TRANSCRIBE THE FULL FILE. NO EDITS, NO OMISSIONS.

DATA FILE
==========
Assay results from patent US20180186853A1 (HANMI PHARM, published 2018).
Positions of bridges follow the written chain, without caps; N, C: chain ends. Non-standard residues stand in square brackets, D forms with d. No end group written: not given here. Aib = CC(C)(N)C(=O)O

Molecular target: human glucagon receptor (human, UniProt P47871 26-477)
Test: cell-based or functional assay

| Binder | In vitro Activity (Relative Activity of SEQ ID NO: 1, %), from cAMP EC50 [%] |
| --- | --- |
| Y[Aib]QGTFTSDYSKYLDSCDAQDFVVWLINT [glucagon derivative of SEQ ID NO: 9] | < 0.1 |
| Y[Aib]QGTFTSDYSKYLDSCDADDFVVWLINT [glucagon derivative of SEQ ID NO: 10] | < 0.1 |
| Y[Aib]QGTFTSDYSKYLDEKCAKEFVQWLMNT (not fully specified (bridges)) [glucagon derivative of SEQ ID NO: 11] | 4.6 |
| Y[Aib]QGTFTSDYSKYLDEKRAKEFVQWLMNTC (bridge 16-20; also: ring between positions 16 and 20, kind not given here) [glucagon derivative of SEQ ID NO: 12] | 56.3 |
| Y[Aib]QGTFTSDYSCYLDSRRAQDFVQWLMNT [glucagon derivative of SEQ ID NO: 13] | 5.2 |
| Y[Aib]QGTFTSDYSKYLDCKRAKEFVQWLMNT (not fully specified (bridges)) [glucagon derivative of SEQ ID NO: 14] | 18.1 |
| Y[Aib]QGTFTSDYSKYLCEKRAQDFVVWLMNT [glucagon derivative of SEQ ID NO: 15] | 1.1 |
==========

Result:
Assay results from patent US20180186853A1 (HANMI PHARM, published 2018).
Positions of bridges follow the written chain, without caps; N, C: chain ends. Non-standard residues stand in square brackets, D forms with d. No end group written: not given here. Aib = CC(C)(N)C(=O)O

Molecular target: human glucagon receptor (human, UniProt P47871 26-477)
Test: cell-based or functional assay

| Binder | In vitro Activity (Relative Activity of SEQ ID NO: 1, %), from cAMP EC50 [%] |
| --- | --- |
| Y[Aib]QGTFTSDYSKYLDSCDAQDFVVWLINT [glucagon derivative of SEQ ID NO: 9] | < 0.1 |
| Y[Aib]QGTFTSDYSKYLDSCDADDFVVWLINT [glucagon derivative of SEQ ID NO: 10] | < 0.1 |
| Y[Aib]QGTFTSDYSKYLDEKCAKEFVQWLMNT (not fully specified (bridges)) [glucagon derivative of SEQ ID NO: 11] | 4.6 |
| Y[Aib]QGTFTSDYSKYLDEKRAKEFVQWLMNTC (bridge 16-20; also: ring between positions 16 and 20, kind not given here) [glucagon derivative of SEQ ID NO: 12] | 56.3 |
| Y[Aib]QGTFTSDYSCYLDSRRAQDFVQWLMNT [glucagon derivative of SEQ ID NO: 13] | 5.2 |
| Y[Aib]QGTFTSDYSKYLDCKRAKEFVQWLMNT (not fully specified (bridges)) [glucagon derivative of SEQ ID NO: 14] | 18.1 |
| Y[Aib]QGTFTSDYSKYLCEKRAQDFVVWLMNT [glucagon derivative of SEQ ID NO: 15] | 1.1 |